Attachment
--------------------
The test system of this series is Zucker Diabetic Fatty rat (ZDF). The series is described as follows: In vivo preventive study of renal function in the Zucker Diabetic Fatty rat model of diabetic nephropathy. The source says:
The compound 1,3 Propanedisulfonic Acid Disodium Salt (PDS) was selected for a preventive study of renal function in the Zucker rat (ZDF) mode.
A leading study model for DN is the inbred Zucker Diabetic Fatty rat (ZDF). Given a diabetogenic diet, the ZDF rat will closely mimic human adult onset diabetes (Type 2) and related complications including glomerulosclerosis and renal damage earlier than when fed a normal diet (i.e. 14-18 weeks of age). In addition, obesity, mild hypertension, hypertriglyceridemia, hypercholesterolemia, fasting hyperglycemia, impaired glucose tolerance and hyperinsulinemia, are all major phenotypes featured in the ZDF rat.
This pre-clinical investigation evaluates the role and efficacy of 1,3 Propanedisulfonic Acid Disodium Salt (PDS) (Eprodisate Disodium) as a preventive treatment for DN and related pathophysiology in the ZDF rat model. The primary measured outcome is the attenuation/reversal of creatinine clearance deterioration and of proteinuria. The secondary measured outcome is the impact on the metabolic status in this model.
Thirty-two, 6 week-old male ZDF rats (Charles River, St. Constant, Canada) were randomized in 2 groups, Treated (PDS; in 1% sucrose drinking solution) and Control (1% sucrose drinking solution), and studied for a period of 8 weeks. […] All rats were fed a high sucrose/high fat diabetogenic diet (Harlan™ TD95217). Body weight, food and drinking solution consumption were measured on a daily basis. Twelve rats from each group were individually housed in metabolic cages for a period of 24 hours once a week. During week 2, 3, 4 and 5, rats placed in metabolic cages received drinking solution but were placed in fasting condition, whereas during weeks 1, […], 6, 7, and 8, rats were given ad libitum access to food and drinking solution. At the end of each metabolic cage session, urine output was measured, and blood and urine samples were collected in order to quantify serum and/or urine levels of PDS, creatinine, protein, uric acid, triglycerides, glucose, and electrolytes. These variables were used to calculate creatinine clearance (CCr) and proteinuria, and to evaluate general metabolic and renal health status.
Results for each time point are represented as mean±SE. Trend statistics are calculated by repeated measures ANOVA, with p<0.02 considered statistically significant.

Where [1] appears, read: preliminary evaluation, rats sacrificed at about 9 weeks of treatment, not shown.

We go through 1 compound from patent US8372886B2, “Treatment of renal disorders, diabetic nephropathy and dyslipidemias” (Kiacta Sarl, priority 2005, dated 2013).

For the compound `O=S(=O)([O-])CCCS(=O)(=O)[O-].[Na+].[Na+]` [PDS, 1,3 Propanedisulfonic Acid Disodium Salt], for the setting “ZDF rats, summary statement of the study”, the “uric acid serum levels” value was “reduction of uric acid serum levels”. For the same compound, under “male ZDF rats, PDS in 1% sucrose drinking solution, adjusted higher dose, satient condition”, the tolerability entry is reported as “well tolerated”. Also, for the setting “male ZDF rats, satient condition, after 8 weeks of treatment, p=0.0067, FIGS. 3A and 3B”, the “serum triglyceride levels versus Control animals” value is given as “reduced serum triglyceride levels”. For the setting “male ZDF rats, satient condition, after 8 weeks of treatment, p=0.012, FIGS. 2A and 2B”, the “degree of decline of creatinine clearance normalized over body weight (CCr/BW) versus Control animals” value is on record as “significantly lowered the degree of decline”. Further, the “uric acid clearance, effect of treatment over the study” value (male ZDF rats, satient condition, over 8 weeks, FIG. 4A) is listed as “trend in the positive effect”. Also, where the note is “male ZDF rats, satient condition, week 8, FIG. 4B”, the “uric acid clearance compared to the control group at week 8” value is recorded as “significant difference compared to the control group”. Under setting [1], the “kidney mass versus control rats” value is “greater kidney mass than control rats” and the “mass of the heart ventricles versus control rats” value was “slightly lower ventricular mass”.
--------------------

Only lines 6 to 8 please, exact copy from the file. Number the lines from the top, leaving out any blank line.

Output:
Results for each time point are represented as mean±SE. Trend statistics are calculated by repeated measures ANOVA, with p<0.02 considered statistically significant.

Where [1] appears, read: preliminary evaluation, rats sacrificed at about 9 weeks of treatment, not shown.

We go through 1 compound from patent US8372886B2, “Treatment of renal disorders, diabetic nephropathy and dyslipidemias” (Kiacta Sarl, priority 2005, dated 2013).